The words we speak affect our lives more dramatically than we realize. They can subconsciously drain us of power or, if we’re acutely aware of them, can give us strength. Eliminate these commonly used words from your vocabulary and use the suggested replacement words. You might be surprised by the significant difference the new words make.
Ninety-five percent of U.S. professional pest management companies have encountered a bed bug infestation in the past year, according to a survey by the National Pest Management Association and the University of Kentucky. Prior to 2000, only 25 percent of respondents had encountered a bed bug infestation. Also, NPMA reports one out of five Americans has had a bed bug infestation in their home or knows someone who has encountered bed bugs, which leave itchy, bloody welts on human skin, at home or in a hotel. Here are some prevention and identification tips from the NPMA.
Labor Day weekend, the symbolic end of summer for many, is a great time for an outing. Kentucky is packed with opportunities for weekend entertainment and exploring. Here’s a list of not-so-far-away recommendations for summer fun from the Kentucky Department of Travel.
Most people do not recognize the name Christian Lopez. Most people recognize the name Derek Jeter, the iconic shortstop for the New York Yankees. Their names now are linked forever.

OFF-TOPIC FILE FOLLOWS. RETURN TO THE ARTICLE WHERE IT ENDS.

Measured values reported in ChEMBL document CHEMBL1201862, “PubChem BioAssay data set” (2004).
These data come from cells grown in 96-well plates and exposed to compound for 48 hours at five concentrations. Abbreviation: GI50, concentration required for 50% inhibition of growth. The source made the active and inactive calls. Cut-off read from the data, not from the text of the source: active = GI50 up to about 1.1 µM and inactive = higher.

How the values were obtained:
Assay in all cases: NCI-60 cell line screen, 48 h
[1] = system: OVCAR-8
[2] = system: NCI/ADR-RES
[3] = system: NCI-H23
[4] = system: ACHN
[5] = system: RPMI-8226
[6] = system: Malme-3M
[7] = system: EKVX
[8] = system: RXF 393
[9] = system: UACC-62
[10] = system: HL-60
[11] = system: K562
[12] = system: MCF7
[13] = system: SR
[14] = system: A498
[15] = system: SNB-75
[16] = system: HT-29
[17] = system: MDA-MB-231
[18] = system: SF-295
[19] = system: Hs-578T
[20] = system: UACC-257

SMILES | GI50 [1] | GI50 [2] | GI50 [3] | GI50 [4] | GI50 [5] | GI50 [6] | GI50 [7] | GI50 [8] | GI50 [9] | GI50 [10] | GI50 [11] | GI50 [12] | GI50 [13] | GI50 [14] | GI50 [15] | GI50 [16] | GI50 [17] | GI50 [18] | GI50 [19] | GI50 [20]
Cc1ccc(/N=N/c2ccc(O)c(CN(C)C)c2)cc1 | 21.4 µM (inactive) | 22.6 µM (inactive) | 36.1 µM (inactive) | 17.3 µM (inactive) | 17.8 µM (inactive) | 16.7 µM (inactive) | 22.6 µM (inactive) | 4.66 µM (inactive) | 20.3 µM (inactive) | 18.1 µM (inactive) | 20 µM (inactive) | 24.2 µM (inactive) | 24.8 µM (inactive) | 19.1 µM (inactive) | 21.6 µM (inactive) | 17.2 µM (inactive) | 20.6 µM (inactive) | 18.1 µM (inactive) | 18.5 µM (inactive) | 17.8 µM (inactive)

On July 9, Derek Jeter joined a very elite baseball group when he completed his 3,000th hit. All the hits came while playing for one team, the New York Yankees. That July day was amazing because Jeter had five hits in five at bats. That is a challenge. But more amazing was that his second hit of the day was a home run which was his 3000th hit.
Born in New Jersey, the woman who would become a teacher and chairwoman for A Taste of Radcliff was offered a role in a popular TV soap opera, left her mark in William Shakespeare’s house and was the first woman to be a member of a local chapter of a men-only club.
I don’t usually have much occasion to travel east of Lexington, but I’ve been to eastern Kentucky twice this summer.
In June, a group from our church traveled four and a half hours to Lynch, a town with a population of 747, according to the 2010 census, in Harlan County, a stone’s throw from the West Virginia line in southeastern Kentucky.
Originally a company town for U.S. Steel with a population of 10,000 in the 1940s, today, 45 percent of residents are below the poverty level.